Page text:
Provided both conditions are met for FY 2021, Kentucky’s flat individual income tax rate of 5% will be reduced to 4.5% starting Jan. 1, 2023. The half-point decrease is triggered again if the same is true in FY 2022, moving to 4%, as long as the General Assembly reapproves the plan.
The fiscal note for HB 8 projects a decrease in tax revenue of nearly $1.1 billion in the next two years. To help account for some of those losses, lawmakers left more than $1 billion unspent in the budget.

Legislators also moved to eliminate sales tax exemptions for a wide range of industries and related services, hoping to boost the general fund revenue pool.

HB 8 expands 6% sales tax to the following areas: personal fitness, cosmetic surgery, athletic instruction, massage, parking, rideshare services, auto clubs, household moving, boat launching, short-term housing rentals, and event rentals. Sales tax will be added also to financial services, travel agency services, social event planning, marketing, telemarketing, lobbying, and website-related services.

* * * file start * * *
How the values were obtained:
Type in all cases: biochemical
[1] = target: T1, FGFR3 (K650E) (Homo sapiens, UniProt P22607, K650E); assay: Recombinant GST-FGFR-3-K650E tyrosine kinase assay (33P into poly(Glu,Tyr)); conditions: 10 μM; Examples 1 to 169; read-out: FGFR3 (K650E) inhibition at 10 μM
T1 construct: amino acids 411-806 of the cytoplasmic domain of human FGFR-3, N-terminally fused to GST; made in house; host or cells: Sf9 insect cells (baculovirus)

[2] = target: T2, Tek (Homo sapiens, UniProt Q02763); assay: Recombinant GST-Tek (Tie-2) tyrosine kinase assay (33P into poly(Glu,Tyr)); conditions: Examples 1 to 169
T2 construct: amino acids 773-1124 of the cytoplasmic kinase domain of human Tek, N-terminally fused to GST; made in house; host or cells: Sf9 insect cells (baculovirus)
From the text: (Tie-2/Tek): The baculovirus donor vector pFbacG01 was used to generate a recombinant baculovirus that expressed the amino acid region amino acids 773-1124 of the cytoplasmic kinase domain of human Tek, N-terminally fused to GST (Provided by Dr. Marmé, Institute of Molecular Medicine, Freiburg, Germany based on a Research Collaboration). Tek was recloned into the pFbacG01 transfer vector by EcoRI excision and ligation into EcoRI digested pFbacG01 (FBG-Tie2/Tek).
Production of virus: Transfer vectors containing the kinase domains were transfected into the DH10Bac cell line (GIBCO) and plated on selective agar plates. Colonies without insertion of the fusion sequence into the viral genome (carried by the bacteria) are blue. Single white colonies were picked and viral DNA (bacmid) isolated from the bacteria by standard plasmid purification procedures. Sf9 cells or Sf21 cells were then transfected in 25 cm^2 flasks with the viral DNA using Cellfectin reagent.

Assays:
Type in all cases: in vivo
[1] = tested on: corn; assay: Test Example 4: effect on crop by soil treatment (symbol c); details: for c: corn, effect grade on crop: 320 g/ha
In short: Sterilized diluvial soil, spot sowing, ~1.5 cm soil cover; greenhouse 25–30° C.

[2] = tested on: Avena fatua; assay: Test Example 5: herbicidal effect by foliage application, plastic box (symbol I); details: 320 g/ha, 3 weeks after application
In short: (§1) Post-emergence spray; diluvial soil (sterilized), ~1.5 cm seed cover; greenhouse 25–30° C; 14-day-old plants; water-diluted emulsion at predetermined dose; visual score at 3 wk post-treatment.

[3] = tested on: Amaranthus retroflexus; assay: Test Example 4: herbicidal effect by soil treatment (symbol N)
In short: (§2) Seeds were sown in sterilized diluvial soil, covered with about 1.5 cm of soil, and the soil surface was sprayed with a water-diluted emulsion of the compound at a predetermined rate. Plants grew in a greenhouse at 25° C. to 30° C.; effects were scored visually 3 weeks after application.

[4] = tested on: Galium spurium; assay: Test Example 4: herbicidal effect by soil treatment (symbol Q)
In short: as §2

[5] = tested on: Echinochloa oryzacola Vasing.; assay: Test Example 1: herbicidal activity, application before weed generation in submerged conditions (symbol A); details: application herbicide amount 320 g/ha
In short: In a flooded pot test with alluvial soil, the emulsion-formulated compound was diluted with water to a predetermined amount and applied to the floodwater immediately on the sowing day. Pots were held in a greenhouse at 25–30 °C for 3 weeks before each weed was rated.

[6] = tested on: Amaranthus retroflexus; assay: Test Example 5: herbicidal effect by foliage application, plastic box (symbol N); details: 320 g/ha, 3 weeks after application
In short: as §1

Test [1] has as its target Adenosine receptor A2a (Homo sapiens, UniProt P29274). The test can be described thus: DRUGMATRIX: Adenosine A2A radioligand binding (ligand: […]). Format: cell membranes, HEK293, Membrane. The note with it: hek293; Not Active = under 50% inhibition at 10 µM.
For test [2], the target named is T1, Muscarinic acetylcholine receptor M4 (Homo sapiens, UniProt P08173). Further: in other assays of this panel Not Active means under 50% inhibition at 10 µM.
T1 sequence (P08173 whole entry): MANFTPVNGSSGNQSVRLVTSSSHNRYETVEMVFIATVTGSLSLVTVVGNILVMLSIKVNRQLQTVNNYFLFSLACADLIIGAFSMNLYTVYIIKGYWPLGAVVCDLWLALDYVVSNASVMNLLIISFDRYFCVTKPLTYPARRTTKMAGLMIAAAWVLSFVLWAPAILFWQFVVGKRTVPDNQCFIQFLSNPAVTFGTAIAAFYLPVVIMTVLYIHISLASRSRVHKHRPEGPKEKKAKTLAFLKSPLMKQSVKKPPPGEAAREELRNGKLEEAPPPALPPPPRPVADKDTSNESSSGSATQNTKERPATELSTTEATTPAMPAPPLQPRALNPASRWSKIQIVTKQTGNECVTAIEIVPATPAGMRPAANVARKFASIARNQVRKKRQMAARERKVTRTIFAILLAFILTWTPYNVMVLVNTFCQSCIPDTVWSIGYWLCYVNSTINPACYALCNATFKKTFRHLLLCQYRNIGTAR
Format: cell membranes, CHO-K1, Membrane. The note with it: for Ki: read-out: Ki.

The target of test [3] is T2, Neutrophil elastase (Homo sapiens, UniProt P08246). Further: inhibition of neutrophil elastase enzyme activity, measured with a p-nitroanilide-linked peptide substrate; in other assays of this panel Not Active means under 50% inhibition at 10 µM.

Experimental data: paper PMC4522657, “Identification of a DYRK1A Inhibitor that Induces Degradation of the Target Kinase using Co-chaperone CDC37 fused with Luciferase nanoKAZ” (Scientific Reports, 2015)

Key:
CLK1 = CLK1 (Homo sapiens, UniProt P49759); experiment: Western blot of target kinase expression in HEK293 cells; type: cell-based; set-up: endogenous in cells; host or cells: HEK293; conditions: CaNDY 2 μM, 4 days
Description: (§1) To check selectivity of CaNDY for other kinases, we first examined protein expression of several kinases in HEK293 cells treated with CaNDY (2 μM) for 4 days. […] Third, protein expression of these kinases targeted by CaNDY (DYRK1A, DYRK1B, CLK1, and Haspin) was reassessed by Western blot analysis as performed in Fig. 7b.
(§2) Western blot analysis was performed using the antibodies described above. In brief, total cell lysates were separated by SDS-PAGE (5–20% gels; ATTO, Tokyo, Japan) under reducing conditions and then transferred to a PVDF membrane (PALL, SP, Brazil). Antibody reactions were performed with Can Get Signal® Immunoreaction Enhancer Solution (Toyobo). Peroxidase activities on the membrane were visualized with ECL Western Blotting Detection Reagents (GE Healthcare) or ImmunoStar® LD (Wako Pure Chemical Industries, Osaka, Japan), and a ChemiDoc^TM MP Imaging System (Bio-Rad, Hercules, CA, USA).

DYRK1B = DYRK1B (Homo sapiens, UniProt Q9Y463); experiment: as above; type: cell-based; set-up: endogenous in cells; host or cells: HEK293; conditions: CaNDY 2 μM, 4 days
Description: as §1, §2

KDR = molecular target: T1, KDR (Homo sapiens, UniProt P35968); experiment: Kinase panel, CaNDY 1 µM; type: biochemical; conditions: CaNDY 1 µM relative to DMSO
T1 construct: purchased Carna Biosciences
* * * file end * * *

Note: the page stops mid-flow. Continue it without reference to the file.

Owners of electric vehicles can also expect to see new fees. Roads have long been funded from the gasoline tax collected with every fill-up. Obviously, the electric car and truck drivers bypass this payment. Many states are now taking steps to capture participation by growing electric vehicle usage.

Unemployment Insurance and Public Assistance Reforms
Leaders have consistently stressed the need for individuals to return to work as Kentucky continues to have one of the lowest workforce participation rates in the country.

House Bill 4 establishes a new timeline of unemployment insurance (UI) benefits that ranges from 12 to 24 weeks, based upon the state’s average unemployment rate at the time of the individual’s application.

Additionally, UI recipients must now show evidence of five job application attempts per week, up from once per week under the current law.
The legislature passed House Bill 708 in an effort to tackle uncertainty and financial implications of returning to work. The bill tasks the Cabinet for Health and Family Services with developing a “benefits cliff” calculator for Kentuckians applying or reapplying for public assistance benefits.